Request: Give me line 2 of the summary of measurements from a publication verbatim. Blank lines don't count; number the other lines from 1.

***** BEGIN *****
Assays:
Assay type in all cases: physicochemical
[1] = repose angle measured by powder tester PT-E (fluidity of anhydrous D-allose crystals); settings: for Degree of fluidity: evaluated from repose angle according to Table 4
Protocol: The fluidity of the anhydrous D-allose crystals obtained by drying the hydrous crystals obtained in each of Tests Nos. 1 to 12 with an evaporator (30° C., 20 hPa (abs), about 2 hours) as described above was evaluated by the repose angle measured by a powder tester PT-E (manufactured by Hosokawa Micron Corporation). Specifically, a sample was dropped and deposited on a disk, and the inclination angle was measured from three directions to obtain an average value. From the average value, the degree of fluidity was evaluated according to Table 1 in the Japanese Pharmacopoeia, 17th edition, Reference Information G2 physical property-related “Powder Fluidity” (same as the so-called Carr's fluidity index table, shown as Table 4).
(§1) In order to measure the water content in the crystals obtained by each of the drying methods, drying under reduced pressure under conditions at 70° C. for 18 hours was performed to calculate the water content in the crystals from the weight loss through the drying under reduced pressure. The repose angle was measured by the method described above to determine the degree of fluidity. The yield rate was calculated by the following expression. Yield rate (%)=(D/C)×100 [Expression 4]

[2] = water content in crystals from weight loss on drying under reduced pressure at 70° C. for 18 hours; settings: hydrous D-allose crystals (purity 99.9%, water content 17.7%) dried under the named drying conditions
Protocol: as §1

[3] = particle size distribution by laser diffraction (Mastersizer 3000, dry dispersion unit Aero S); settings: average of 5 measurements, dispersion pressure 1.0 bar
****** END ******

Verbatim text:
Assay type in all cases: physicochemical